# Trigonometry: Proving Question involving Sum to Product

I have a homework question that asks me to prove the following: $$\frac{\sin \theta+\sin 7\theta}{\sin 3\theta+\sin 5\theta}=2\cos2\theta-1$$ When I tried proving it, I could only do $$LHS=\frac{\sin \theta+\sin 7\theta}{\sin 3\theta+\sin 5\theta}$$ $$=\frac{2\sin4\theta\cos3\theta}{2\sin4\theta\cos\theta}$$ $$=\frac{\cos3\theta}{\cos\theta}$$

Is there a way to turn $\frac{\cos3\theta}{\cos\theta}$ into $2\cos2\theta-1$ or is there a different approach that I could take to the question? More importantly, I'd also like to know if I could simplify a cosine divided by a cosine like in this question here.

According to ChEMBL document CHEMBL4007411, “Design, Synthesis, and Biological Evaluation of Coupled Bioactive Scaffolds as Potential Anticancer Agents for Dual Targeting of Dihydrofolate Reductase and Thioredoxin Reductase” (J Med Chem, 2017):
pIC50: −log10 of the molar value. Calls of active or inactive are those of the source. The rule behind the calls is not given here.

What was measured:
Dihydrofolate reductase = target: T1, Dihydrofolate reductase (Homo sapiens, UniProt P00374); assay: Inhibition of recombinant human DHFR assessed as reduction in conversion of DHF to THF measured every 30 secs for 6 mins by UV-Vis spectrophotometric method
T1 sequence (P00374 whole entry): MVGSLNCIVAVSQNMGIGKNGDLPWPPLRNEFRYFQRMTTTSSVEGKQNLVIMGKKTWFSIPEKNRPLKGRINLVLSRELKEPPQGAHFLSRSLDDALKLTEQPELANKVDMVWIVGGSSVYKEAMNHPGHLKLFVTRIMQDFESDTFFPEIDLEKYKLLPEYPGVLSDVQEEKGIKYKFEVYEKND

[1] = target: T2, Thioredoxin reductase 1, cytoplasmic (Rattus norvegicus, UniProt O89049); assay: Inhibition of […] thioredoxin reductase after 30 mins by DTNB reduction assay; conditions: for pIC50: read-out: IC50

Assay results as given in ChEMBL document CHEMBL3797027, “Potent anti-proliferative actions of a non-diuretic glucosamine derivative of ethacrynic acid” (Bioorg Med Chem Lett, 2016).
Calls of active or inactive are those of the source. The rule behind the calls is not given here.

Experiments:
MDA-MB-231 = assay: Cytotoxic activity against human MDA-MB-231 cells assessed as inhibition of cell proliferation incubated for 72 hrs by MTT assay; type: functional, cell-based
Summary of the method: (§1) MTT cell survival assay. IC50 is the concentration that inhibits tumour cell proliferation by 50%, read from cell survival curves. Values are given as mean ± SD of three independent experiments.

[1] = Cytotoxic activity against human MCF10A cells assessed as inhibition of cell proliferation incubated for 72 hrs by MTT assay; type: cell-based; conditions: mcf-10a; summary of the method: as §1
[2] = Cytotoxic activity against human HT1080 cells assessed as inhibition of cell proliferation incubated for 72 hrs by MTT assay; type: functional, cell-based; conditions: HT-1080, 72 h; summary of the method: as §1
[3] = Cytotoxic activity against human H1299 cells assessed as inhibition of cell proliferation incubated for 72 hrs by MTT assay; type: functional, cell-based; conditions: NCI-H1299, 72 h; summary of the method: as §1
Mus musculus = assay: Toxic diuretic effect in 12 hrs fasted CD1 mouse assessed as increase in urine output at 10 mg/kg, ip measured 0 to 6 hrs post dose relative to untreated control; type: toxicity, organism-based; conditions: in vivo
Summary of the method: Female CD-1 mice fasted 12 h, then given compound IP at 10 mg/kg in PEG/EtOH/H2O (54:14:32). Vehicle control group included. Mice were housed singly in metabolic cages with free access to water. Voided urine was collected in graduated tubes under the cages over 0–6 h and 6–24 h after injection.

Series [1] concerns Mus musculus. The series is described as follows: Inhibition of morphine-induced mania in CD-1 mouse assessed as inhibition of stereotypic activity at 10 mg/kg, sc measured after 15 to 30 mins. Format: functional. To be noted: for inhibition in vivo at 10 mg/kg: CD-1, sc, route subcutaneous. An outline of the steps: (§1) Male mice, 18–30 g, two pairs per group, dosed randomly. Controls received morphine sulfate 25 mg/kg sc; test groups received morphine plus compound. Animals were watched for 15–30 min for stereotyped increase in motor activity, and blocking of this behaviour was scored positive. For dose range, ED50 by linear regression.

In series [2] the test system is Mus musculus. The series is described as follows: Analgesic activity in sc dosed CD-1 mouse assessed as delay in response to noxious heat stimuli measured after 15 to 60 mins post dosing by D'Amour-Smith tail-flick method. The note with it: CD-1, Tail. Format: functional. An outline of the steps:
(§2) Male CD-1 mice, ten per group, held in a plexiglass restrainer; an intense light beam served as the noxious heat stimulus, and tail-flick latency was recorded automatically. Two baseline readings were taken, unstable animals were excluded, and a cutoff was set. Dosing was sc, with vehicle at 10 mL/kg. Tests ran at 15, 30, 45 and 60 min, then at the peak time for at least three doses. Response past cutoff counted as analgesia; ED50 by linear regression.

Edit: It's okay, I've found a solution that doesn't require the triple angle:

$$LHS=\frac{\cos3\theta}{\cos\theta}+1-1$$ $$=\frac{\cos3\theta+cos\theta}{\cos\theta}-1$$ $$=\frac{2cos2\theta cos\theta}{\cos\theta}-1$$ $$=2cos2\theta-1$$ $$=RHS$$

Thanks for all your help though guys.

$$\frac{\cos 3x}{\cos x} = \frac{4 \cos^3 x-2\cos x}{\cos x} = 4\cos^2 x-3= 2(2\cos^2 x-1)-1= 2\cos 2x-1$$
$\cos3\theta=4\cos^3\theta -3\cos\theta$
$\cos2\theta=2\cos^2\theta-1$